Happy Day 50 to Lo!

Happy Day 100 to Carrie Kaffer!

Happy Day 100 to Raquelle!

Happy Day 100 to mkstafford!

Happy Day 100 to Annie2!

Happy Day 100 to EmilyJane!

Happy Day 200 to Catkin!

the plural of anecdotes is not data

In yesterday’s micro-email RM asked me about the number of people with drinking problems… [and if you’re not signed up to get the micro-emails, you can do that here].

Today i got a reply from Tim that said, “from somewhere I stole a default put down for those who seek to extrapolate small samples into a general picture … ‘the plural of anecdotes is not data’. Emphatically not directed at you…”

and it’s true. I get asked all the time to quantify things. to put numbers to ideas and feelings.  So i usually give a gut-based answer, drawing on instinct or a well-educated guess, and experience from reading emails from whacks of people.

But when i give a number, it’s not really ‘data’, it’s a guesstimate.  Like, how many emails do i get per day (50-100 – when really i never count them, i just know that i answer what comes in and i enjoy every single message – it’s like christmas morning every day in my inbox).

How many people have signed up to do the challenge since last year (700+). How successful is the challenge, as in what percent get and stay sober? (my guesstimate is about 25-50% with another 25% really actively trying, who have new day 1s but who have not given up; that leaves 25% who sign up and then disappear forever or for extended periods of time – someone emailed me 2 weeks ago who had first contacted me a year ago. she’s sober now. what category do i put her in? 25% disappeared? or 50% successfully sober?).

How many times do people relapse (anywhere from never to as many times as it takes).

How much is too much to say you have a real problem that you need to get serious about (Is 1 bottle of wine a night too much or is 3 bottles a wine a night too much).

When should you decide that what you’re doing isn’t enough and you need more support? (are you repeatedly relapsing? then you need more support! you can’t just quit harder, try harder; instead you may need to consider what more support would look like for you).

The answers to most of these questions might be “I don’t know, and it doesn’t matter. Are you drinking more than you want to? Yes? Then that’s the answer to the question.”

Do you think that alcoholism is a disease or a bad habit?  my reply: Are you drinking more than you want to? Yes? Then that’s all you need to consider. It’s too much for you. Doesn’t matter about definitions or percentages or probabilities.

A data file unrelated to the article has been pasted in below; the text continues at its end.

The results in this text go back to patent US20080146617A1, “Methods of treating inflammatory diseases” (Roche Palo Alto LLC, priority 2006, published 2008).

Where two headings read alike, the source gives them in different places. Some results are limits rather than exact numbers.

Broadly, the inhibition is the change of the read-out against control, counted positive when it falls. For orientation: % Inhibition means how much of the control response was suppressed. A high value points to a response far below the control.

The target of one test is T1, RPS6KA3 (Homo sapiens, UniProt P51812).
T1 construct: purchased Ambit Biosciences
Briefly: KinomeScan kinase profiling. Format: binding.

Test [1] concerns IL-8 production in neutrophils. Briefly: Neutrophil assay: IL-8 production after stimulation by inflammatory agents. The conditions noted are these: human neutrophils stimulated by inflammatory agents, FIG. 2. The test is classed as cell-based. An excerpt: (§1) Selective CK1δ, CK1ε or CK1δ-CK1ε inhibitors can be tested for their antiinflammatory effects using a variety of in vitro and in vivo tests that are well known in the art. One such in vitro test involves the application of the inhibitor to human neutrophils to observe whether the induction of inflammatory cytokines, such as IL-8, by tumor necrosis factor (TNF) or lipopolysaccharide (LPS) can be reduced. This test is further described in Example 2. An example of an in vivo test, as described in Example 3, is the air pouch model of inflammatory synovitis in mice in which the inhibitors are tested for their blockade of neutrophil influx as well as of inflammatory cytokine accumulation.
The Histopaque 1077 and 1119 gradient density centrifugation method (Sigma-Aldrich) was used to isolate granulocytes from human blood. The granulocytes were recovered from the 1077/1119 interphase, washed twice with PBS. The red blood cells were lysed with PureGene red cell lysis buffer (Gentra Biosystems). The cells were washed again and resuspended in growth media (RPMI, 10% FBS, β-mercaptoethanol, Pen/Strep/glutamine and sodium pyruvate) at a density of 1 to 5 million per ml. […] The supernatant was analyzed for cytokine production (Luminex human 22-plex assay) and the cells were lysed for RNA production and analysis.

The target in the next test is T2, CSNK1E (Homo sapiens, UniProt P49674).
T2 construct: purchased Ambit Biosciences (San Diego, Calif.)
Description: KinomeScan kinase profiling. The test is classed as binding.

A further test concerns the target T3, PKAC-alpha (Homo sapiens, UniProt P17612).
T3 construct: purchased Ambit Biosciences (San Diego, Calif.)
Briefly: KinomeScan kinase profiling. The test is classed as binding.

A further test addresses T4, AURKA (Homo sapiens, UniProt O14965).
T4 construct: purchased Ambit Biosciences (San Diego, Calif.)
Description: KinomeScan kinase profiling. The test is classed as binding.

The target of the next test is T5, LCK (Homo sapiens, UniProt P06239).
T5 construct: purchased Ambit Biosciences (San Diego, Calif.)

The questions continue with: how many people do i think have a problem with drinking in the general population (more than you realize). How long should i feel this bad? (usually it’s better by 30 days). Shouldn’t i be losing weight in the first month (so terribly sorry, but not likely). Can people moderate after some time spent sober? (in my experience – and this is NOT data – i have found that very very occasionally some people do work at ‘controlling’ their drinking after a period of sobriety. but they don’t spring back to being normies. and for me, i’ve just found that being 100% sober is easier and less tiring and more successful for me 🙂 is that data? no. does it resonate with you? good. if not, you have my permission to stop reading now :))

Do i sometimes feel like this sober penpal thing doesn’t ‘really’ help, it just looks like help. Yes i do feel that sometimes. But anecdotally i know it works – well something is working for some people. some combination of the posts, the emails, being a sober penpal, the podcasts, the optimism and the get-real-ness.

And i get emails like this one every single day, hundreds of times a month. And maybe, for now, Lindsay30 is all the DATA I need.

Lindsay30 (day 1): “Finding this blog may be the best thing that has happened to me in a long long time. I woke up this morning hangover and feeling like total crap. I feel so much guilt. I feel so powerless. I feel shame. Like so many other mornings I woke up thinking “this is not who I am. How did I get here”? I stumbled across your post about the 100 day challenge and found myself needing to read more and more. After 2 hours of reading I took the plunge and signed up for the 100 day challenge. Suddenly I feel optimistic. I realize that I am NOT alone nor am I the only person who is going through this. What a wonderful support system you have created for so many people who need this. Thank you thank you!”